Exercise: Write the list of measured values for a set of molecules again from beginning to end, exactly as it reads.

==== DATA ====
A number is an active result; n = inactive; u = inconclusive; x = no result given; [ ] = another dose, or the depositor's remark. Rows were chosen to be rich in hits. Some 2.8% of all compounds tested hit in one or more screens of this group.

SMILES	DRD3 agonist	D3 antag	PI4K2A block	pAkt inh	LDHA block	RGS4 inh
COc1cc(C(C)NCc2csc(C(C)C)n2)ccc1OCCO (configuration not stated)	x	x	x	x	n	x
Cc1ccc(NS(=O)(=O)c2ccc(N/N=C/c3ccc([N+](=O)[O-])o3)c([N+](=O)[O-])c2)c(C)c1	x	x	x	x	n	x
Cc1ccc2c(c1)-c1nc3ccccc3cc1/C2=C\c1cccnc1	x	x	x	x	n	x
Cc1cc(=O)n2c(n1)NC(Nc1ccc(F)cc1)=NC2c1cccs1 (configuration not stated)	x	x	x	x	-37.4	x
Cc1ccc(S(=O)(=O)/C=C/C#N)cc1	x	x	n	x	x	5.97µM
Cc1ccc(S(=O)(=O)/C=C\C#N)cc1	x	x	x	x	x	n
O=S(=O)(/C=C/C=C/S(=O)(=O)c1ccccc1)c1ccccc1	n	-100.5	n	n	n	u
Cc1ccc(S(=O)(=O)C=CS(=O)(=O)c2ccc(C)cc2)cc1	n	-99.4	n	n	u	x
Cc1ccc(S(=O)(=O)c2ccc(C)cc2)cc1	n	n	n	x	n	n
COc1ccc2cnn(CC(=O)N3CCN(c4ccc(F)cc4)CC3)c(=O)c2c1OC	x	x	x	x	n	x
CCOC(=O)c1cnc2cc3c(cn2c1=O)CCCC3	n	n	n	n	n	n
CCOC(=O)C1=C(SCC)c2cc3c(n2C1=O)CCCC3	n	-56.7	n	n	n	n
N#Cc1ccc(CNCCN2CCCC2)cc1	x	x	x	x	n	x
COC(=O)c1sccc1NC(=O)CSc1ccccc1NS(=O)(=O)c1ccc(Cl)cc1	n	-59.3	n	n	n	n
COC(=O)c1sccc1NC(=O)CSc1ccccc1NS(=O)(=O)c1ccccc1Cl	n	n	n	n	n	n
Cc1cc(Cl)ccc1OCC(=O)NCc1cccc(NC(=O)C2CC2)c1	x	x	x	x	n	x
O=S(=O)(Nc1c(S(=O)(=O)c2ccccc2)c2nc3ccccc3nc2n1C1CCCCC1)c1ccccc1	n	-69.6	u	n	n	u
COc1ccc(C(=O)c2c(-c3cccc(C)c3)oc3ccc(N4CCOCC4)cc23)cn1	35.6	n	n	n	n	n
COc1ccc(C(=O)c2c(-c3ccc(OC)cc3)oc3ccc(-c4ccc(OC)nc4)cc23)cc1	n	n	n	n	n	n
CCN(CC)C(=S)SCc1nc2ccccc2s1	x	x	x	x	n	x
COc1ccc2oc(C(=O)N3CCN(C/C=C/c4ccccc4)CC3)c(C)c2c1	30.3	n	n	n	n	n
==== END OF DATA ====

A number is an active result; n = inactive; u = inconclusive; x = no result given; [ ] = another dose, or the depositor's remark. Rows were chosen to be rich in hits. Some 2.8% of all compounds tested hit in one or more screens of this group.

SMILES	DRD3 agonist	D3 antag	PI4K2A block	pAkt inh	LDHA block	RGS4 inh
COc1cc(C(C)NCc2csc(C(C)C)n2)ccc1OCCO (configuration not stated)	x	x	x	x	n	x
Cc1ccc(NS(=O)(=O)c2ccc(N/N=C/c3ccc([N+](=O)[O-])o3)c([N+](=O)[O-])c2)c(C)c1	x	x	x	x	n	x
Cc1ccc2c(c1)-c1nc3ccccc3cc1/C2=C\c1cccnc1	x	x	x	x	n	x
Cc1cc(=O)n2c(n1)NC(Nc1ccc(F)cc1)=NC2c1cccs1 (configuration not stated)	x	x	x	x	-37.4	x
Cc1ccc(S(=O)(=O)/C=C/C#N)cc1	x	x	n	x	x	5.97µM
Cc1ccc(S(=O)(=O)/C=C\C#N)cc1	x	x	x	x	x	n
O=S(=O)(/C=C/C=C/S(=O)(=O)c1ccccc1)c1ccccc1	n	-100.5	n	n	n	u
Cc1ccc(S(=O)(=O)C=CS(=O)(=O)c2ccc(C)cc2)cc1	n	-99.4	n	n	u	x
Cc1ccc(S(=O)(=O)c2ccc(C)cc2)cc1	n	n	n	x	n	n
COc1ccc2cnn(CC(=O)N3CCN(c4ccc(F)cc4)CC3)c(=O)c2c1OC	x	x	x	x	n	x
CCOC(=O)c1cnc2cc3c(cn2c1=O)CCCC3	n	n	n	n	n	n
CCOC(=O)C1=C(SCC)c2cc3c(n2C1=O)CCCC3	n	-56.7	n	n	n	n
N#Cc1ccc(CNCCN2CCCC2)cc1	x	x	x	x	n	x
COC(=O)c1sccc1NC(=O)CSc1ccccc1NS(=O)(=O)c1ccc(Cl)cc1	n	-59.3	n	n	n	n
COC(=O)c1sccc1NC(=O)CSc1ccccc1NS(=O)(=O)c1ccccc1Cl	n	n	n	n	n	n
Cc1cc(Cl)ccc1OCC(=O)NCc1cccc(NC(=O)C2CC2)c1	x	x	x	x	n	x
O=S(=O)(Nc1c(S(=O)(=O)c2ccccc2)c2nc3ccccc3nc2n1C1CCCCC1)c1ccccc1	n	-69.6	u	n	n	u
COc1ccc(C(=O)c2c(-c3cccc(C)c3)oc3ccc(N4CCOCC4)cc23)cn1	35.6	n	n	n	n	n
COc1ccc(C(=O)c2c(-c3ccc(OC)cc3)oc3ccc(-c4ccc(OC)nc4)cc23)cc1	n	n	n	n	n	n
CCN(CC)C(=S)SCc1nc2ccccc2s1	x	x	x	x	n	x
COc1ccc2oc(C(=O)N3CCN(C/C=C/c4ccccc4)CC3)c(C)c2c1	30.3	n	n	n	n	n